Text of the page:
If the London Mayor and his potential successor opt for 'Out' it could damage the Prime Ministerby Peter Kellner / October 5, 2015 / Leave a comment
Who would have guessed. According to Lord Aschroft’s new book, David Cameron has always favoured Britain remaining in the European Union. I can offer some equally astonishing disclosures. Jeremy Corbyn is left-wing. Boris Johnson wants to be Prime Minister. Nicola Sturgeon would like to lead an independent Scotland. If those dramatic insights don’t win me a blogger of the year award, I don’t know what will.
The question, of course, is not whether the Prime Minister wants to keep Britain in the EU, but whether he can win the coming referendum. For most of this year, YouGov polls have found a steady, if modest, lead for staying in. However, our latest surveys show the two sides neck-and-neck. In the months ahead, we shall see how Cameron goes about renegotiating Britain’s relations with the rest of the EU—and what effect this has on public attitudes.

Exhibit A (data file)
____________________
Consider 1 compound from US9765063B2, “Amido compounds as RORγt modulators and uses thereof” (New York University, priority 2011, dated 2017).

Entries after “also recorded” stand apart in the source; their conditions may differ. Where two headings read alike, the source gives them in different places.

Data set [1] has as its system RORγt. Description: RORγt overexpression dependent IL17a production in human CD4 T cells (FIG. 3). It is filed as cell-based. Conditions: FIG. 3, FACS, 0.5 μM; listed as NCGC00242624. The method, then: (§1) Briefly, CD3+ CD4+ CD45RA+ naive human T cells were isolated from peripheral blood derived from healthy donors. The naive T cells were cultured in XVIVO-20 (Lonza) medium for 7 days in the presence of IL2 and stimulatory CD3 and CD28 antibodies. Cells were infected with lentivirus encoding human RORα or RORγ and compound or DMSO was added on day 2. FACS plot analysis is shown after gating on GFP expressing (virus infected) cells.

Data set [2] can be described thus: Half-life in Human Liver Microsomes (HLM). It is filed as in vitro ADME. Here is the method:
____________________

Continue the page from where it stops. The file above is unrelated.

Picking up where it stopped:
Meanwhile, as the Conservatives gather in Manchester for their autumn conference, I suspect Cameron will be nervously watching how two particular members of his party behave. One is Boris Johnson; the other is his putative successor as mayor of London, Zac Goldsmith. Both are charismatic politicians able to reach beyond the Tory tribe. Both have past form as eurosceptics. Both now say they are waiting to see what concessions the Prime Minister manages to extract from Angela Merkel, Francois Hollande and the other continental leaders.